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Summer Session: The Pros & Cons

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By the time May rolls around, you’ll be totally ready to say goodbye to schoolwork and hello to summer vacation. But for many collegiettes, summer marks the beginning of a new semester, as more and more students opt in to doing summer session at their respective schools. Who would ever want to go to school in the summer? It turns out that there are many reasons for the extra learning—find out what they are below!

What is summer session?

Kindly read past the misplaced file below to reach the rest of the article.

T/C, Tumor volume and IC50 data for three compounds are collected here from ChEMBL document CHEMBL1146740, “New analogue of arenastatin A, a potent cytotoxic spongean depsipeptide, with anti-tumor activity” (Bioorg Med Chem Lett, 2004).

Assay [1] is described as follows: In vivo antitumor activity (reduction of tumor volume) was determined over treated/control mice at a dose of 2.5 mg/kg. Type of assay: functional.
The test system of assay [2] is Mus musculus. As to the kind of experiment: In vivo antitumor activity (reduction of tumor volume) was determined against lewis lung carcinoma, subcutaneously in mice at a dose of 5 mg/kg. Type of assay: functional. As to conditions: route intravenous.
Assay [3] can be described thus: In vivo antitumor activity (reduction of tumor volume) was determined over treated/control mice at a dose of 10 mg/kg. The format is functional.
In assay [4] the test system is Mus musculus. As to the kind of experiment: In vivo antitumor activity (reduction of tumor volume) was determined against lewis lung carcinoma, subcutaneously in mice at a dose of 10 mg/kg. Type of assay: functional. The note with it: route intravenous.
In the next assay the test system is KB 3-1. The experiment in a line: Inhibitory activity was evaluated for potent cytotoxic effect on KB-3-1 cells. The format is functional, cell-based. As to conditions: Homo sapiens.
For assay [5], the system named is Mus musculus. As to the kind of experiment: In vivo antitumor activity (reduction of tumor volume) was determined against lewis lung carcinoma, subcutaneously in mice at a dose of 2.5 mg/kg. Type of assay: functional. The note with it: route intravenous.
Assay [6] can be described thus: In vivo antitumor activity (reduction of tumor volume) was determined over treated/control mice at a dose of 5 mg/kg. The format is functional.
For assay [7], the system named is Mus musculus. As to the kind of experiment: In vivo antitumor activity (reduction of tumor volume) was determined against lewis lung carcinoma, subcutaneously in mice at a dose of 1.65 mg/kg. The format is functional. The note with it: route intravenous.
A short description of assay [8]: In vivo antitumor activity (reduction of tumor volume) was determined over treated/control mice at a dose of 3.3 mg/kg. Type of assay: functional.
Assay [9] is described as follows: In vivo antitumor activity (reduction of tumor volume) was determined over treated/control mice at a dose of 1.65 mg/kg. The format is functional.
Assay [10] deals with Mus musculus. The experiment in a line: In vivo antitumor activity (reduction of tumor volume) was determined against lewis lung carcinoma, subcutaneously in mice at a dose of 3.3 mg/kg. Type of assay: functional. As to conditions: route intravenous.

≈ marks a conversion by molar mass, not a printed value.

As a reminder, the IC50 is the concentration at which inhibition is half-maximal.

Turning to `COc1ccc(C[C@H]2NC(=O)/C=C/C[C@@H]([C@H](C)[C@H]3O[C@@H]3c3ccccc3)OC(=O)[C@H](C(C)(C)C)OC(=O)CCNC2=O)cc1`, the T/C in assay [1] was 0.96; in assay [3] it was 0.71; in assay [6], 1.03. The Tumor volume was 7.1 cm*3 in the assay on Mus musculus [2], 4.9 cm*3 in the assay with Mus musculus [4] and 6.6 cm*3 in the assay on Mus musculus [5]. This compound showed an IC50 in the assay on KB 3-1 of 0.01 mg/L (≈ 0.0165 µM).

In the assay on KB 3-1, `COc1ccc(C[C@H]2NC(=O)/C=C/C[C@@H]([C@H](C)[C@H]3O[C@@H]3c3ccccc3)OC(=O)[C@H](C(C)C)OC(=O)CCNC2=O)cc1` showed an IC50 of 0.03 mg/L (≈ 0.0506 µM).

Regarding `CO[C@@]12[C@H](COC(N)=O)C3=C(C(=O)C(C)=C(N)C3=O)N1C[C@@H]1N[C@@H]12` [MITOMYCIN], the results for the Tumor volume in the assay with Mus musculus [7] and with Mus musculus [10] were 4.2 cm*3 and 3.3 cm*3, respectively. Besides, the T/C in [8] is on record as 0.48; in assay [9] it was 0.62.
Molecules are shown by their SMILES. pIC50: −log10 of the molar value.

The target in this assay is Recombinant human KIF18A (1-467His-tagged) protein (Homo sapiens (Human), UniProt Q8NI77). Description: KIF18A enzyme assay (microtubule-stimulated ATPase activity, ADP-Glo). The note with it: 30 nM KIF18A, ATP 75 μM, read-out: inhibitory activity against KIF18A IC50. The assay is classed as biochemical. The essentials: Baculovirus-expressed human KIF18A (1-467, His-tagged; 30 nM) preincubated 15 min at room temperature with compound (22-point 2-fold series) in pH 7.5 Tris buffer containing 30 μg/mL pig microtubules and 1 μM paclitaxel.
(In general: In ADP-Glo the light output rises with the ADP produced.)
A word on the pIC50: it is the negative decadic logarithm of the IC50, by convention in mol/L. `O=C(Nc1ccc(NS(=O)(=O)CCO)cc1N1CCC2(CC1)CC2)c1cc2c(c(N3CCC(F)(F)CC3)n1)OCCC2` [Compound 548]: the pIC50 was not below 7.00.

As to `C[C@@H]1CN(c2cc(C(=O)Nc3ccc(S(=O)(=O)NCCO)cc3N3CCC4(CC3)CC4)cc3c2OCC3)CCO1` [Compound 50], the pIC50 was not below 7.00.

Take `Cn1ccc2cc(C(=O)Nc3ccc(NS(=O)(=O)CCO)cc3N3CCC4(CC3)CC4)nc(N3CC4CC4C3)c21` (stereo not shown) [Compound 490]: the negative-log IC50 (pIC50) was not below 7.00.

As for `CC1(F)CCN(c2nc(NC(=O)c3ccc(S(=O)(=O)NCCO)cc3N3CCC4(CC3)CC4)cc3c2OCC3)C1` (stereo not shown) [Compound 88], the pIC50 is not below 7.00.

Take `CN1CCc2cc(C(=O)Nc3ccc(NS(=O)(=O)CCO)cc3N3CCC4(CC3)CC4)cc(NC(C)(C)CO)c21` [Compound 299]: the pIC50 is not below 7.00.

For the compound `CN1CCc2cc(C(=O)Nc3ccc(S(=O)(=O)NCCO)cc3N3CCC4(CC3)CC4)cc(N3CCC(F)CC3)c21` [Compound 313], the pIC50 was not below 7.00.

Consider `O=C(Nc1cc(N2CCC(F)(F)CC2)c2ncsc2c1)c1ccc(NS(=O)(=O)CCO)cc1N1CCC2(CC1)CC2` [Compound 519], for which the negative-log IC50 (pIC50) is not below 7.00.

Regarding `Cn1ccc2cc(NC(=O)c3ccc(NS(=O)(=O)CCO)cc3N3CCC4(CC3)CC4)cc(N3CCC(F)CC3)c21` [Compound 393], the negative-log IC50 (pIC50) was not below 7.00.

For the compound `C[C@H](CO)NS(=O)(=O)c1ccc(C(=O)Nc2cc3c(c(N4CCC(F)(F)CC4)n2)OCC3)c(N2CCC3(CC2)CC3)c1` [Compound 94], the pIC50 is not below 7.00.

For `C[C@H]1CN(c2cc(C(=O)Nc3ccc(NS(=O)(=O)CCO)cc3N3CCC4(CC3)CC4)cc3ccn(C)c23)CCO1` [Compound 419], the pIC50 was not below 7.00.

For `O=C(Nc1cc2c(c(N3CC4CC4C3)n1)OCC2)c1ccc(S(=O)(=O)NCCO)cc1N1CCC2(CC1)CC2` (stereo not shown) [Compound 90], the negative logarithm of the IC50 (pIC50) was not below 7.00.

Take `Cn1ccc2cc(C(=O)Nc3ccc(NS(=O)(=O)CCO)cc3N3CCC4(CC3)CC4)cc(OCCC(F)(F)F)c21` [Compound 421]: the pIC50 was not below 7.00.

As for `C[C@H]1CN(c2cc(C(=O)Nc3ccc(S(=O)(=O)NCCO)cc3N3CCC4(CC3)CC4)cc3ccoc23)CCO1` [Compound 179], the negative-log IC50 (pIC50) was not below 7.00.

Although summer session differs greatly from school to school, at its very core, it’s a chance for students to gain extra academic credits at college during the summer. But instead of taking a full course load (typically four to six classes at most colleges), students usually take one to three classes over the course of four to eight weeks (again, it depends on the school and the type of summer session). Because the timeline for class is shorter than it would be during a normal semester, classes meet more frequently throughout the week, and meeting times are longer.

The courses offered during summer session also differ greatly from school to school. Some colleges use summer sessions as a means for students to catch up on much-needed credits for graduation or major requirements, while others see it as a way for students to explore other interests.

Why do collegiettes do it?